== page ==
This new iPhone app can tell you in seconds which presidential candidate you actually agree with the most

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Picking a political candidate can be an exhausting exercise.

It's hard enough to cut through all the spin and grandstanding so you can figure out where different candidates truly stand on the issues. But once you've done that, you'd still need a detailed spreadsheet to know what percentage of your own political leanings overlap with each presidential hopeful.

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That's probably why lots of people just end up voting for the candidate with the most name recognition from their party.

But a new app called Voter is targeting the busy citizen by bringing Tinder-style swiping to the political process. It aims to make understanding the stances of the candidates as easy as answering a few quick questions on a dating app.

Here's how it works.

Voter presents you with a series of issues, which you choose "yes" or "no" on by swiping right or left. When you're done it checks your answers against data points of the candidates — like voting records, speeches, public stances, and finances. Then it tells you how much you agree with each candidate.

I tried it out and here's what it looked like:

First you log in using Facebook.


You get to swipe right...


...or left.


It first shows you common issues.



If you want more information you can tap on the card...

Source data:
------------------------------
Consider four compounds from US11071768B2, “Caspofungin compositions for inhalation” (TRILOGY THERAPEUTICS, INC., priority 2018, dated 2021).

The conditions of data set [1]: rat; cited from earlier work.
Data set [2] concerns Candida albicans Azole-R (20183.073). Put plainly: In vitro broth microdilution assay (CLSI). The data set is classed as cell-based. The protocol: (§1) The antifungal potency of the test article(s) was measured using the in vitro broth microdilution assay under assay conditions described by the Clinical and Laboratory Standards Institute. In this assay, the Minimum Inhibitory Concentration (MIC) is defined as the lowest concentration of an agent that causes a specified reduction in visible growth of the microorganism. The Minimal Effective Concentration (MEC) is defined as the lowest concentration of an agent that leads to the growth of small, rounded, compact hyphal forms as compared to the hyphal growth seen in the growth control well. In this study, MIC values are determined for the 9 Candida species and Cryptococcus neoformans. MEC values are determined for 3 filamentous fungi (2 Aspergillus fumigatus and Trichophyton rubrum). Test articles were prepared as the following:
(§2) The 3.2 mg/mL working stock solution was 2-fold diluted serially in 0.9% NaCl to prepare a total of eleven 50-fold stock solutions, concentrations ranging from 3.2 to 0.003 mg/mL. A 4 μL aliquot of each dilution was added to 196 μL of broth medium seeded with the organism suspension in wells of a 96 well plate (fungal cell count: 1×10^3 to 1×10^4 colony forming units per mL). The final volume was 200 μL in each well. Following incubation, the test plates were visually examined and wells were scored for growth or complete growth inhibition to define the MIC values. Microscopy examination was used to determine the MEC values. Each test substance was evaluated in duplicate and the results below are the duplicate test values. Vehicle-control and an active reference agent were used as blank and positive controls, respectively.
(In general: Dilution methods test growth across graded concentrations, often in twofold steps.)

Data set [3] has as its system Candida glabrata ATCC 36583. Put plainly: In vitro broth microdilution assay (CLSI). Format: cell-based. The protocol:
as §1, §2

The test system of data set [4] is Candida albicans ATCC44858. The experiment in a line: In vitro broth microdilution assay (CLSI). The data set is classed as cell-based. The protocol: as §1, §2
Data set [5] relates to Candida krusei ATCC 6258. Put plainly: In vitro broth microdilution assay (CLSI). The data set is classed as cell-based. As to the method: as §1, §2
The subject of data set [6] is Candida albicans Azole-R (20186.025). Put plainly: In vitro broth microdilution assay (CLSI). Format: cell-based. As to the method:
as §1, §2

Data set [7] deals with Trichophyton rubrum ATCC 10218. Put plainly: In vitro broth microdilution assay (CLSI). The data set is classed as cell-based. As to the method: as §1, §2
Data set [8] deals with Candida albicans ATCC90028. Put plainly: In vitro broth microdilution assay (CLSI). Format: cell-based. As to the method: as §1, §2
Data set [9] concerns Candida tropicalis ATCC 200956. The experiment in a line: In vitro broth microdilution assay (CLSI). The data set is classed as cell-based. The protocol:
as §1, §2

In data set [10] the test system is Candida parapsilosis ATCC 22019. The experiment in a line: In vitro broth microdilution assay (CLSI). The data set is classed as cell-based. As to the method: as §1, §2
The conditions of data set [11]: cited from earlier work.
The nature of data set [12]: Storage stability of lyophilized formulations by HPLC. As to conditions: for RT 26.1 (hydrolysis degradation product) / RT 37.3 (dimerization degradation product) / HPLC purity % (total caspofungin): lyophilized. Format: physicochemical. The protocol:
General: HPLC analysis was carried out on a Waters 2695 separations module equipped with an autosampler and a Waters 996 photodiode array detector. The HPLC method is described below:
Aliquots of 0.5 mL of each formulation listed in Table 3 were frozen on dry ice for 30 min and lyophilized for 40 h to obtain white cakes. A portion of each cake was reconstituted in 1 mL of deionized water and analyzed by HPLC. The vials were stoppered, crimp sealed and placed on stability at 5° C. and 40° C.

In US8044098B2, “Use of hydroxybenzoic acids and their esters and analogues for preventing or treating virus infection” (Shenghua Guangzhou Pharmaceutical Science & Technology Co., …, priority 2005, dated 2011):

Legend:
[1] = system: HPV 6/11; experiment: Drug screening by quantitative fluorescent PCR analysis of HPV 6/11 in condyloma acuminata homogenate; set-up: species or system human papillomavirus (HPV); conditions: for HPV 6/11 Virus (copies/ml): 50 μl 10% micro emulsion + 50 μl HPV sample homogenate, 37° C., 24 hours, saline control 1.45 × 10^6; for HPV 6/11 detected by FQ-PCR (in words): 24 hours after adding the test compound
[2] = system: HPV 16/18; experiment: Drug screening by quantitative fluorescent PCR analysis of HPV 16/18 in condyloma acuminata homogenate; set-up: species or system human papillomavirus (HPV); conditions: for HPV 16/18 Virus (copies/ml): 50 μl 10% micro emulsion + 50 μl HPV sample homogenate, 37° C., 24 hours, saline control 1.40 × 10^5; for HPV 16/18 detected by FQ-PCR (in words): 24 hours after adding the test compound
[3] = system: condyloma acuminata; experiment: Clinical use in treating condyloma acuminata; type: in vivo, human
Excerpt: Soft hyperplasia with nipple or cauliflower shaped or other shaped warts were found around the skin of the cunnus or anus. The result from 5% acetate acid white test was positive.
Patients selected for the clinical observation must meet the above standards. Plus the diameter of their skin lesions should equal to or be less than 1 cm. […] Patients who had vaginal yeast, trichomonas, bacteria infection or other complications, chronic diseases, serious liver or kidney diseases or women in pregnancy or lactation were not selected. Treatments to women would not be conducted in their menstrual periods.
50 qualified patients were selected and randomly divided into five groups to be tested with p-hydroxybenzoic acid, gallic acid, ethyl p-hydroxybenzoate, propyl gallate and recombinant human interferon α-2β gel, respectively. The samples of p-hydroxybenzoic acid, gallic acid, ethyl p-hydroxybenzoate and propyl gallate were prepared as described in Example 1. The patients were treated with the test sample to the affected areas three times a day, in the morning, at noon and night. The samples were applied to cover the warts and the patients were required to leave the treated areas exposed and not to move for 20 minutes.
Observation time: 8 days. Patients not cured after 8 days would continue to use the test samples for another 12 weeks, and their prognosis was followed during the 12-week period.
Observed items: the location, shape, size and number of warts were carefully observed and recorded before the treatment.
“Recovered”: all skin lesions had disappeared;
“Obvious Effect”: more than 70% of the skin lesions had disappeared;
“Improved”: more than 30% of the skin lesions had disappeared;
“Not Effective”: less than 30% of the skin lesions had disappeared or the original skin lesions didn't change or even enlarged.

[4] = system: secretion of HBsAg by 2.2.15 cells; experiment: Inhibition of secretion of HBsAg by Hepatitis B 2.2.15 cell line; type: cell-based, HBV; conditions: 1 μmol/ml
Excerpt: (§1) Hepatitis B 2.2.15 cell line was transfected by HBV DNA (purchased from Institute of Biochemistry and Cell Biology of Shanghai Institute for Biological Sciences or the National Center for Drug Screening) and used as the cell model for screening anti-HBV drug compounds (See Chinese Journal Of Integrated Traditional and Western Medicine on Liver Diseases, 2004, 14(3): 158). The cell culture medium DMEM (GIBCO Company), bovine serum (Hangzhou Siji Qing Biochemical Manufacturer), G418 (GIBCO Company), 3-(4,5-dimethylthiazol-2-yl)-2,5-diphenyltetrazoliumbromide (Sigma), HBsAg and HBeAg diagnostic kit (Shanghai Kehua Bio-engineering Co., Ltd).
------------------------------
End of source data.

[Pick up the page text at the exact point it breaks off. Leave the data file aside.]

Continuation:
...and it will show the pros and cons.


You can get matched with a candidate based on "Level 1" questions...


...or you can continue to more nuanced ones.




At the end of "Level 2" you can choose to be matched with a party or a candidate.


The app analyzes the data...


...shows you who you most agree with...


...and who you really don't agree with.


And soon, you'll even be able to go down to the senate level.


Check out the app for yourself at the App Store.

See the 2016 candidates officially running for president:
All officially announced 2016 Presidential candidates
See Gallery
This new iPhone app can tell you in seconds which presidential candidate you actually agree with the most

Business mogul Donald Trump (R)

(AP Photo/Charles Rex Arbogast)

Senator Bernie Sanders of Vermont (D)

(Photo by Win McNamee/Getty Images)

Neurosurgeon Ben Carson of Maryland (R)

(Photo/Paul Sancya)

Former Florida Governor Jeb Bush (R)

(AP Photo/Phelan M. Ebenhack)

Senator Rand Paul of Kentucky (R)

(AP Photo/Carolyn Kaster)

Senator Marco Rubio of Florida (R)

(AP Photo/Wilfredo Lee)

Former Secretary of State Hillary Clinton of New York (D)

(Photo by Ethan Miller/Getty Images)

Former Senator Rick Santorum of Pennsylvania (R)

(AP Photo/Keith Srakocic)

Former Arkansas Governor Mike Huckabee (R)

(Photo by Matt Sullivan/Getty Images)

Former CEO, Businesswoman Carly Fiorina of California (R)

(Photo by Richard Ellis/Getty Images)

Senator Ted Cruz of Texas (R)

(AP Photo/Andrew Harnik)

Former New York Governor George Pataki (R)

(Photo by Darren McCollester/Getty Images)

Senator Lindsey Graham of South Carolina (R)

(Photo by Jessica McGowan/Getty Images)

Former Maryland Governor Martin O'Malley (D)

(AP Photo/Charlie Neibergall)

New Jersey Governor Chris Christie (R)

(Photo by Scott Olson/Getty Images)

Ohio Governor John Kasich (R)

(AP Photo/Charlie Neibergall)

Former Virginia Governor Jim Gilmore (R)

(Photo by Scott Olson/Getty Images)


See Also:

SEE ALSO: 11 apps that every political junkie should have on their phone

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